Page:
Dante's Afro: The Hair Apparent
It might seem insane to say that a head of hair, no matter how eye-catching or excellent, could win the mayoralty. But in this case, it’s true. The ‘fro knows.
Indeed, de Blasio was a fourth-place contender, a middle-aged white guy mired in a crowded field of liberals, pushing his not especially emboldening “tale of two cities” take on the effects of 12 years of Bloomberg rule.
Then his campaign launched the visually low-key TV spot featuring his 15-year-old biracial son, Dante, and D’s totally telegenic Afro. From that moment on, the de Blasio campaign, shall we say, gelled. The Afro started polling like gangbusters; wisely, de Blasio’s handlers chose to put all of his ad money into TV once the spot, and the kid, caught fire.
But I actually felt sorry for the son when I first watched the spot. The word “pandering” came to mind. Dante, a big and obviously sweet teenaged kid, seemed nervous and tentative in the opening seconds while reading from a teleprompter in a kitchen; his eyes were unfocused at times.
Then the spot moves to quicker cuts to pound away at the candidate’s anti-Bloomberg talking points, which all coalesce into this line: “He’s the only one who will end the stop-and-frisk era that targets people of color.”
That’s exactly the issue that the other candidates were too fearful to articulate so clearly.
Here’s the genius of the strategy: De Blasio is sensitive to the racial and ethnic boundaries that distanced Bloomberg from a lot of the diverse electorate, even if billionaire Bloomie did try to speak (and wound up mangling) Spanish.
Finally, we get to the most powerful part of the spot, the ending -- just as viewers who knew nothing about de Blasio are starting to wonder why this soft-spoken kid with the charismatic Afro is getting so much air time.
We see a slow-motion walk down the street in Park Slope, Brooklyn, with Dante wearing a dark (“Brooklyn”) sweatshirt and a dark backpack, walking next to the candidate, a tall white guy in a suit. “Bill de Blasio will be a mayor for every New Yorker, no matter where they live or what they look like,” Dante says, in a voiceover. But wait, there’s more! Get ready for the money quote: “And I’d say that even if he weren’t my Dad.” Ba-dum-bum!
What a home run, being able to talk about race in an organic, everyday way (by dint of being married to an African-American, Chirlane McCray, and having two kids with her) distinguishing de Blasio from the rest of the pack.
Weiner talked about fighting for “the middle class” but never clearly stated that he meant a diverse middle class. The original front-runner, Christine Quinn, was tarred by her connection to Bloomberg’s elitism. And Thompson, the only black candidate, refused to come out as clearly against stop-and-frisk because he wanted the endorsement of the police and firefighters’ unions.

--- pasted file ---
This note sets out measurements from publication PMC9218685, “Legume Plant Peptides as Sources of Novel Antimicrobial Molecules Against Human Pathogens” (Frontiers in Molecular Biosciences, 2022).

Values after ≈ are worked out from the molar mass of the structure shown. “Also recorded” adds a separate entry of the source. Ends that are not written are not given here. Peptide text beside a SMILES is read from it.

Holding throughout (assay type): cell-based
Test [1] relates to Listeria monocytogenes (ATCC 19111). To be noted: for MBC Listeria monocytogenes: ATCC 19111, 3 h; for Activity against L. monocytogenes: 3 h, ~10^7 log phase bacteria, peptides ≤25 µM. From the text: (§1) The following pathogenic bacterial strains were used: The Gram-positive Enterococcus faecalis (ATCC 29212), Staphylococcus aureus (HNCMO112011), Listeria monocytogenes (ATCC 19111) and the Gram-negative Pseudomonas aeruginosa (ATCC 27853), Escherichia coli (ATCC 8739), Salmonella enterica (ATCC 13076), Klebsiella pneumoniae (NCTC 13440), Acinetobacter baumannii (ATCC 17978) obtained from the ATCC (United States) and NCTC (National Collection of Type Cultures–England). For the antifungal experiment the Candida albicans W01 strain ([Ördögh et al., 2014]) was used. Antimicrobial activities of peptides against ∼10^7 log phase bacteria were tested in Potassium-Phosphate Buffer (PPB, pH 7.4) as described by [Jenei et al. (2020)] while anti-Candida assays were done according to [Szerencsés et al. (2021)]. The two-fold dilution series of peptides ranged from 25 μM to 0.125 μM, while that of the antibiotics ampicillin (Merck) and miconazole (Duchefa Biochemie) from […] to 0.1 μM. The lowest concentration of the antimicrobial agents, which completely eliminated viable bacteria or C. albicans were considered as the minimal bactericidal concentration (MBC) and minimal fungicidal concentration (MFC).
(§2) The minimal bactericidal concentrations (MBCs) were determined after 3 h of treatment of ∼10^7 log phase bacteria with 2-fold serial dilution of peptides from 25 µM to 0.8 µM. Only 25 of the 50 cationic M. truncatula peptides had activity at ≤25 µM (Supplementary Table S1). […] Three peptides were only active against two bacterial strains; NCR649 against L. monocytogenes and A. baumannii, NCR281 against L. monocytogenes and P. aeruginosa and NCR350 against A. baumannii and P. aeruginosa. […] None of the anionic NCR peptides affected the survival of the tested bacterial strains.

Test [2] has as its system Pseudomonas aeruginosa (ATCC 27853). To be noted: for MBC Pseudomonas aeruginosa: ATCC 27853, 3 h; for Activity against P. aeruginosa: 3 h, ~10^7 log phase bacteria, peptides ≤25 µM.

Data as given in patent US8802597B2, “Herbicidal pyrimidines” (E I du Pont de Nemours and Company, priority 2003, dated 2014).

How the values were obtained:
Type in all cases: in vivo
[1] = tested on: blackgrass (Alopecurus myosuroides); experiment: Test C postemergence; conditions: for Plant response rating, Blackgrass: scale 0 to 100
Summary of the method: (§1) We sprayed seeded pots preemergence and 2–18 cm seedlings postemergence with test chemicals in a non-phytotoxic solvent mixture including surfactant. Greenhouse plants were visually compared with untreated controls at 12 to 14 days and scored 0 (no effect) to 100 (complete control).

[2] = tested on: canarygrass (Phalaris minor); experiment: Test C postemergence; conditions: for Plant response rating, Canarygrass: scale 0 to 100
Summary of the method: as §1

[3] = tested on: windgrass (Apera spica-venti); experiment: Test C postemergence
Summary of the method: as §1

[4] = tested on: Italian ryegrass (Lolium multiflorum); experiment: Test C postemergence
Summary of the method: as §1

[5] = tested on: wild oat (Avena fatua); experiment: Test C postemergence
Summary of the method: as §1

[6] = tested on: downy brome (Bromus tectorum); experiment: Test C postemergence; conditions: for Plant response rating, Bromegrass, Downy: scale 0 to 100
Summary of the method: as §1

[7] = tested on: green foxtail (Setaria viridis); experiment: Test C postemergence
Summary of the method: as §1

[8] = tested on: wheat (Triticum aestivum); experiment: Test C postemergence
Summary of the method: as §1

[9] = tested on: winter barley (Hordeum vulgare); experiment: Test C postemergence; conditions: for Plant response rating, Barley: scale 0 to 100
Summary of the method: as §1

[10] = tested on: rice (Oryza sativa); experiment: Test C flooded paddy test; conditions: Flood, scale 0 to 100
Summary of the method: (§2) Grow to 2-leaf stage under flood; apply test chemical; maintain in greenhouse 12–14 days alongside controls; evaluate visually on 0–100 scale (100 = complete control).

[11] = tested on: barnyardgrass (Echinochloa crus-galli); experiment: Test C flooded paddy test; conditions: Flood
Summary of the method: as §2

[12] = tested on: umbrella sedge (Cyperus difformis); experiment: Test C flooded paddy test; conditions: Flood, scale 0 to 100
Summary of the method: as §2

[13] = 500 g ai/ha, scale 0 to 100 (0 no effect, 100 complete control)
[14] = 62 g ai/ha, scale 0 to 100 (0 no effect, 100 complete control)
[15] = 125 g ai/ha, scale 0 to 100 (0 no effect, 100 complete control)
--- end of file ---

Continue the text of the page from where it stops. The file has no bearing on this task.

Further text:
The timing was also essential: The image of Dante in his sweatshirt resonated in the summer of the Trayvon Martin trial. “Trayvon could be me” Obama said of the teenager out buying candy. And the glaring injustice of Zimmerman’s (who executed his own stop-and-risk) getting off with no additional jail time, was fresh.
At the same time, the nation and the media celebrated the 50th anniversary of the March on Washington, along with reviving the historical footage that offered its own civil rights lessons.
And the popular movie “The Butler” included an Angela Davis-type character with a ‘fro similar to Dante’s.
Most important, the hair was a natural part of the kid and his personality. It’s not as if he grew it for the commercial. He’s been rocking a ‘fro since third grade, he told DNAinfo, inspired by Huey from the cartoon series “The Boondocks.”
So here’s the full-circle stuff: Huey, Dante’s hero, takes his name from Huey Newton, one of the leaders of the Black Panther Party in the late ‘60s. Dante’s impressive cloud of hair comes to us via a cute middle-class kid’s love of comic books and an animated series based on the roots of black power.
But there’s another, less political, more absurdly commercial reason the follicles as focal point resonated so tremendously with TV viewers. Political spots are usually ugly (with stock photos and articles ripped from the headlines), and boring. But de Blasio’s features a deep dive with an unusually interesting kid, and a surprisingly delightful tagline.
Come to think of it, the power of Dante’s end line itself springs
from some heavy TV-commercial royalty. Remember Sy Sperling’s Hair Club for Men? His ads were ubiquitous from the early 1980s to the 1990s. After blathering on and
on in his Brooklyn accent about doctors and studies, how did Sy end his ads? “I’m not only the Hair Club president, but I’m also a client.”
“And I’d say that even if he weren’t my Dad,” says Dante, somewhat by way of Sy.
Way for de Blasio to go with the ‘fro. For him, diversity is not just business, it’s personal. Take it from his kid, and the cloud.